mikkih mikkih
Hi, I was dyeing two cotton dresses using iDye in a top loading washing machine. I followed all the directions, used very hot water, let them agitate and soak for a long time, but they both came out plum-colored--definitely not black. I knew it was unlikely they'd really get black, but I thought the failure color would be more like gray than purple. I redyed one of them with a new packet and had it soak for quite a time, but it remained purple.

is there anything to be done? I don't want two purple dresses! I would love to get at least one of them to a muddier, drab color. Should I put them through with brown dye maybe?

I also have two other things--one is white cotton and one is a khaki polyester, I bought black iDye for them too (the cotton kind for the cotton one and the polyester kind for the polyester one), I wanted to dye them both black too, but obviously I think I won't do that now. ANy suggestions for the previously dyed stuff and for the stuff I haven't yet dyed?

I live in NYC in a very small apartment and don't have room to do annything elaborate (plus fear of staining something and losing my security deposit). I did the iDye while housesitting for a friend, in her machine (with permission). I will probably be out there again later this summer and would like to try again if you guys have any thoughts.

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pburch pburch
As a general rule, you need to use two to four times as much dye, no matter what kind of dye you are using, if you want to get black, because black is darker than any other color. You'd probably get blacker, less purple results if you use more dye.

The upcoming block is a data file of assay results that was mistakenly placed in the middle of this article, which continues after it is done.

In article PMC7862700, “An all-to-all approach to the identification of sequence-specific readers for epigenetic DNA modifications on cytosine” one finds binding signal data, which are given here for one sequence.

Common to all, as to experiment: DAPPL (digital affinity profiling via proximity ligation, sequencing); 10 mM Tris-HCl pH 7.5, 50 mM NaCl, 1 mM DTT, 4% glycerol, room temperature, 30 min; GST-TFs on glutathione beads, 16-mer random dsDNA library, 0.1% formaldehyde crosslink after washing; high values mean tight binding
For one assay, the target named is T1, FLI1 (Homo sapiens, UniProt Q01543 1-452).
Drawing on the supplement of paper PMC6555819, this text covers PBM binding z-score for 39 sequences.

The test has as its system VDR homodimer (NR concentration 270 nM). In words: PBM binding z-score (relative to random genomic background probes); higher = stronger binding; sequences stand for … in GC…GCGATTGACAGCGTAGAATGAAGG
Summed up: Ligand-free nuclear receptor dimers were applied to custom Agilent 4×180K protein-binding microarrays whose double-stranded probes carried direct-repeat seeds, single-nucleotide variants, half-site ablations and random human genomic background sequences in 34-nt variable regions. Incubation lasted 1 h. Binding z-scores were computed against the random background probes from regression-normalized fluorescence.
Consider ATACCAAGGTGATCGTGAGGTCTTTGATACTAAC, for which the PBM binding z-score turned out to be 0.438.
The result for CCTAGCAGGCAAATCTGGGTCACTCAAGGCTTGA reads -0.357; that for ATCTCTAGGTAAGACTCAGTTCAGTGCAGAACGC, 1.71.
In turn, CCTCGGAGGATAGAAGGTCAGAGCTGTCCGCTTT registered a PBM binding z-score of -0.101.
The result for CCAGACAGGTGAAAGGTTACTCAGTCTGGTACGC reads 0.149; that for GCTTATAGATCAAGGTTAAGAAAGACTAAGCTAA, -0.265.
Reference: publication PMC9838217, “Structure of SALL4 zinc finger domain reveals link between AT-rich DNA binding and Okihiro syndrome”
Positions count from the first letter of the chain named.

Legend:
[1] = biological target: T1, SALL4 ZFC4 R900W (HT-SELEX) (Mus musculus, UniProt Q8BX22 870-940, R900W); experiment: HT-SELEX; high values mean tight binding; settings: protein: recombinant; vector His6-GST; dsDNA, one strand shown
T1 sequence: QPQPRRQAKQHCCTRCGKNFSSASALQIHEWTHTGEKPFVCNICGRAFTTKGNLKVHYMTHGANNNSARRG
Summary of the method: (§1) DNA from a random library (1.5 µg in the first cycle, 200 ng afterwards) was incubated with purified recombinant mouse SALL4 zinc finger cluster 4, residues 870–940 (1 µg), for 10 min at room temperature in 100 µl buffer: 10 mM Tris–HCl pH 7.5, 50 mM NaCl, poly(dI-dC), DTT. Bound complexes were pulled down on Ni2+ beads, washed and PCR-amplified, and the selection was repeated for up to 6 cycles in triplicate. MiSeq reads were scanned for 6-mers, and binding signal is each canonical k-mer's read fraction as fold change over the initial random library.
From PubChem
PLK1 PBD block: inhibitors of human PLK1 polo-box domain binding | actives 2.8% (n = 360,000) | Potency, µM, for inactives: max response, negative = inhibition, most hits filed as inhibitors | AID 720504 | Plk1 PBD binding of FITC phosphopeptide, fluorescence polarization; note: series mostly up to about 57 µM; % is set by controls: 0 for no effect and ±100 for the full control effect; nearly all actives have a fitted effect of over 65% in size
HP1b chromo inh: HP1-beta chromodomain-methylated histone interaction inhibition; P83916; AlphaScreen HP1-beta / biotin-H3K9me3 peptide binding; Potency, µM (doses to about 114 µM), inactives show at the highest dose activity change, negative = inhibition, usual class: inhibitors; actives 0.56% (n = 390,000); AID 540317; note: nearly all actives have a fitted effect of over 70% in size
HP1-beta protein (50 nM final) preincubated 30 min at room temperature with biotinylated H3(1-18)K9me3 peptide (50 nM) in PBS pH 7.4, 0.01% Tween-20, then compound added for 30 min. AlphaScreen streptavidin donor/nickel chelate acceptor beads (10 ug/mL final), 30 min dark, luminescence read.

If you want to overdye your purple dresses to get a more neutral color, use the opposite color on the color wheel, which is yellow. Yellow combines with purple to make black, or at least to make a darker, more neutral, color, depending on whether you've used enough dye. To counter a bluish violet, use a golden yellow; to counter a reddish violet, use a lemon yellow color.

I don't like the idea of iDye for cotton as much as I like Procion MX dyes and other fiber reactive dyes. You can really get a [I]black[/I] black with Procion MX dyes without having to work very hard at it, though of course you have to use more dye powder for a good rich black than for any other color. Procion MX dyes are much easier to use because they do not require hot water, so they can be applied in a bucket if it's more convenient for you. [URL=http://www.pburch.net/dyeing/allpurposedye.shtml][U]All-purpose dyes[/U][/URL] dyes (such as iDye for natural fibers) are never as washfast as [URL=http://www.pburch.net/dyeing/fiberreactive.shtml][U]fiber reactive dyes[/U][/URL], and they work best when applied in nearly boiling water and when followed by the use of a [URL=http://www.pburch.net/dyeing/FAQ/fixative.shtml][U]cationic dye fixative[/U][/URL] to make it more able to withstand washing without fading.

Although I recommend Procion MX dye for your remaining cotton dress, I don't recommend it for your polyester dress, because, like most other dyes, Procion dyes do not work on polyester. Polyester can be dyed only with special polyester dye. The iDye Poly is easier to find than other polyester dyes. It will require boiling with the fabric for best results; I don't think it is likely to work well in a washing machine, since the temperatures a washing machine gets are nowhere near boiling. Other dyes, such as all-purpose dyes or fiber reactive dyes, will not work at all on polyester, so iDye Poly is probably your best bet for dyeing polyester clothing. The hard part is finding a suitable cooking pot that you won't be reusing for food.

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[Deleted User] [Deleted User]
yaaaaa! Paula to the rescue!

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mikkih mikkih
thanks! I don't want this to turn into a giant project, which is why the iDye appealed. I might try going over it once more with yellow, thanks!
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